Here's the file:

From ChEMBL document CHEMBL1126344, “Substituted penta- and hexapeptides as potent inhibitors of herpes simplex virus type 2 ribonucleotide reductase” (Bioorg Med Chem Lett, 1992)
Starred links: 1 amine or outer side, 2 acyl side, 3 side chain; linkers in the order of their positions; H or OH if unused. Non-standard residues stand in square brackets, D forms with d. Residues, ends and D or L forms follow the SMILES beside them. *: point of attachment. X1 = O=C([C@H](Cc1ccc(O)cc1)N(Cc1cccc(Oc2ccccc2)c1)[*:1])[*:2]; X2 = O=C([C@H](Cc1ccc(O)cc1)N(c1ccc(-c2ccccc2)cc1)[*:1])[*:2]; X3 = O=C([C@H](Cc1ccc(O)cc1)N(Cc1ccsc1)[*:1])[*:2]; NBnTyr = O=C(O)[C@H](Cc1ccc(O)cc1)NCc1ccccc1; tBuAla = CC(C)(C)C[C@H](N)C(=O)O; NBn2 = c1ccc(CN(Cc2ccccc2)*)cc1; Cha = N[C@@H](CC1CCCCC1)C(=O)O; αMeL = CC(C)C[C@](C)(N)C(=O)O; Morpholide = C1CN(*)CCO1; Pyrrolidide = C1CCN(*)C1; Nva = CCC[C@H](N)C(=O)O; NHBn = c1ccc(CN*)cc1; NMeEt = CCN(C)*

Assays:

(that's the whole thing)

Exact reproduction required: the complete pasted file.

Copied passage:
From ChEMBL document CHEMBL1126344, “Substituted penta- and hexapeptides as potent inhibitors of herpes simplex virus type 2 ribonucleotide reductase” (Bioorg Med Chem Lett, 1992)
Starred links: 1 amine or outer side, 2 acyl side, 3 side chain; linkers in the order of their positions; H or OH if unused. Non-standard residues stand in square brackets, D forms with d. Residues, ends and D or L forms follow the SMILES beside them. *: point of attachment. X1 = O=C([C@H](Cc1ccc(O)cc1)N(Cc1cccc(Oc2ccccc2)c1)[*:1])[*:2]; X2 = O=C([C@H](Cc1ccc(O)cc1)N(c1ccc(-c2ccccc2)cc1)[*:1])[*:2]; X3 = O=C([C@H](Cc1ccc(O)cc1)N(Cc1ccsc1)[*:1])[*:2]; NBnTyr = O=C(O)[C@H](Cc1ccc(O)cc1)NCc1ccccc1; tBuAla = CC(C)(C)C[C@H](N)C(=O)O; NBn2 = c1ccc(CN(Cc2ccccc2)*)cc1; Cha = N[C@@H](CC1CCCCC1)C(=O)O; αMeL = CC(C)C[C@](C)(N)C(=O)O; Morpholide = C1CN(*)CCO1; Pyrrolidide = C1CCN(*)C1; Nva = CCC[C@H](N)C(=O)O; NHBn = c1ccc(CN*)cc1; NMeEt = CCN(C)*

Assays: